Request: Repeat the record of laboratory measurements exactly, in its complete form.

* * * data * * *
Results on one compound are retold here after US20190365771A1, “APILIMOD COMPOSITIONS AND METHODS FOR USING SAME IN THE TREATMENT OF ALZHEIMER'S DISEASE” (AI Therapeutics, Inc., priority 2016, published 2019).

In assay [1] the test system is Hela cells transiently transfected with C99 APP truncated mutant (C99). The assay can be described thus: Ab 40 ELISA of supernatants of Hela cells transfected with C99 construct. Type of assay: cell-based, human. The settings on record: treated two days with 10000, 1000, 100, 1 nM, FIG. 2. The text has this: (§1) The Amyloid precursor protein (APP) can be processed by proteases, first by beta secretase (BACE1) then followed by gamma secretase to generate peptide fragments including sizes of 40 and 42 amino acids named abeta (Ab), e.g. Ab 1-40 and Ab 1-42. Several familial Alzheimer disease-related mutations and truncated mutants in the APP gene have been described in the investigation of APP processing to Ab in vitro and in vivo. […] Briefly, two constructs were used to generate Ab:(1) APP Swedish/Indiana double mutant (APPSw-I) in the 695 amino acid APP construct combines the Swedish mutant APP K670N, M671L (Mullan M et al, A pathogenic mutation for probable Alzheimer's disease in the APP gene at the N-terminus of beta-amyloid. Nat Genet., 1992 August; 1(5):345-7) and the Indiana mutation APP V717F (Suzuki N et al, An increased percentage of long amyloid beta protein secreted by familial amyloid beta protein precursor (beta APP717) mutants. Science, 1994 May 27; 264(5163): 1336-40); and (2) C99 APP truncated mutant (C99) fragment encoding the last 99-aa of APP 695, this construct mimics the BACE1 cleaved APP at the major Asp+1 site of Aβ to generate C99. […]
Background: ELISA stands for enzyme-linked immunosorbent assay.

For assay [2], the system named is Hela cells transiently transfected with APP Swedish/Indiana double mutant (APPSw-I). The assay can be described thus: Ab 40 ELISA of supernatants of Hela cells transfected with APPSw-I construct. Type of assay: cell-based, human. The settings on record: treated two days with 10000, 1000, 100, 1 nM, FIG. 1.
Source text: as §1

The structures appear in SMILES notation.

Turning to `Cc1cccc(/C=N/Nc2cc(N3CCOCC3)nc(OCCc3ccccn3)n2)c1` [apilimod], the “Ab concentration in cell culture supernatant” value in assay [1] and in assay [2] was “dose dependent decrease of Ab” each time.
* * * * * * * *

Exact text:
Results on one compound are retold here after US20190365771A1, “APILIMOD COMPOSITIONS AND METHODS FOR USING SAME IN THE TREATMENT OF ALZHEIMER'S DISEASE” (AI Therapeutics, Inc., priority 2016, published 2019).

In assay [1] the test system is Hela cells transiently transfected with C99 APP truncated mutant (C99). The assay can be described thus: Ab 40 ELISA of supernatants of Hela cells transfected with C99 construct. Type of assay: cell-based, human. The settings on record: treated two days with 10000, 1000, 100, 1 nM, FIG. 2. The text has this: (§1) The Amyloid precursor protein (APP) can be processed by proteases, first by beta secretase (BACE1) then followed by gamma secretase to generate peptide fragments including sizes of 40 and 42 amino acids named abeta (Ab), e.g. Ab 1-40 and Ab 1-42. Several familial Alzheimer disease-related mutations and truncated mutants in the APP gene have been described in the investigation of APP processing to Ab in vitro and in vivo. […] Briefly, two constructs were used to generate Ab:(1) APP Swedish/Indiana double mutant (APPSw-I) in the 695 amino acid APP construct combines the Swedish mutant APP K670N, M671L (Mullan M et al, A pathogenic mutation for probable Alzheimer's disease in the APP gene at the N-terminus of beta-amyloid. Nat Genet., 1992 August; 1(5):345-7) and the Indiana mutation APP V717F (Suzuki N et al, An increased percentage of long amyloid beta protein secreted by familial amyloid beta protein precursor (beta APP717) mutants. Science, 1994 May 27; 264(5163): 1336-40); and (2) C99 APP truncated mutant (C99) fragment encoding the last 99-aa of APP 695, this construct mimics the BACE1 cleaved APP at the major Asp+1 site of Aβ to generate C99. […]
Background: ELISA stands for enzyme-linked immunosorbent assay.

For assay [2], the system named is Hela cells transiently transfected with APP Swedish/Indiana double mutant (APPSw-I). The assay can be described thus: Ab 40 ELISA of supernatants of Hela cells transfected with APPSw-I construct. Type of assay: cell-based, human. The settings on record: treated two days with 10000, 1000, 100, 1 nM, FIG. 1.
Source text: as §1

The structures appear in SMILES notation.

Turning to `Cc1cccc(/C=N/Nc2cc(N3CCOCC3)nc(OCCc3ccccn3)n2)c1` [apilimod], the “Ab concentration in cell culture supernatant” value in assay [1] and in assay [2] was “dose dependent decrease of Ab” each time.